Sixty years on, the Bundaberg Courthouse won't be replaced
DESPITE its old age, the Bundaberg Courthouse will not be replaced by a new, contemporary-style building in the foreseeable future.
The announcement comes after State Member for Parliament David Batt, a strong advocate for a new courthouse in the region, re-stressed Bundaberg's need for a more modern facility in a Question on Notice in November.
"Will the Attorney-General advise when Bundaberg can expect a contemporary courthouse to be constructed to accommodate the needs of the region?" Mr Batt wrote.
In response, Attorney-General and Minister for Justice Yvette D'Ath said "there (were) no plans to replace the courthouse".
Instead, she rementioned the $1.8 million upgrade expected to be rolled out at the building, completed 60 years ago in 1958, early next year.
These refurbishments will include upgrades to the building's amenities, the front entry and foyer and the replacement of ceilings, window blinds, windows and gallery seating in one of three courtrooms.
"Once complete, these works will extend the useful life of the courthouse," Ms D'Ath wrote.
But the Bundaberg Courthouse's inherently dated facilities in both appearance and function have been noticed by more than just Mr Batt.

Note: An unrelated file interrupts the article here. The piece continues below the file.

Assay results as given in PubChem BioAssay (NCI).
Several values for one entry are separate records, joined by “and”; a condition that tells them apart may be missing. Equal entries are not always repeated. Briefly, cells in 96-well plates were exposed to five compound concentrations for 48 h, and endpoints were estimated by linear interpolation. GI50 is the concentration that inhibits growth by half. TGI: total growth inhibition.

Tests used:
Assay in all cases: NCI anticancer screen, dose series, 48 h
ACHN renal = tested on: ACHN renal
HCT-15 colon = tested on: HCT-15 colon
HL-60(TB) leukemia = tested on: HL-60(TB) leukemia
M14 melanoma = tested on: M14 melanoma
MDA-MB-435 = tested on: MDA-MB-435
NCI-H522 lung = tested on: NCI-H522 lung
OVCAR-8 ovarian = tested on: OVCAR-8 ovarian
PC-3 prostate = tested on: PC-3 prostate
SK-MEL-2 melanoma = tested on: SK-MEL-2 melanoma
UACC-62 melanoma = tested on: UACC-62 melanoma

Despite a series of renovations over the years, carried out on the building in an effort to keep it in line with contemporary courthouse standards, a District Court judge in September called the Bundaberg Courthouse dated, small and "rudimentary by modern standards".
"There is a relatively small area where the jury panel, members of the public and the defendant all enter and possibly congregate," Judge William Everson said.
"In the courtroom there is no seating for prospective reserve jurors. There is nothing like the separation between the jury and the lawyers ... and the judge and the public. (And) the police station is some distance from the courthouse, making it more difficult to maintain an appropriate security presence."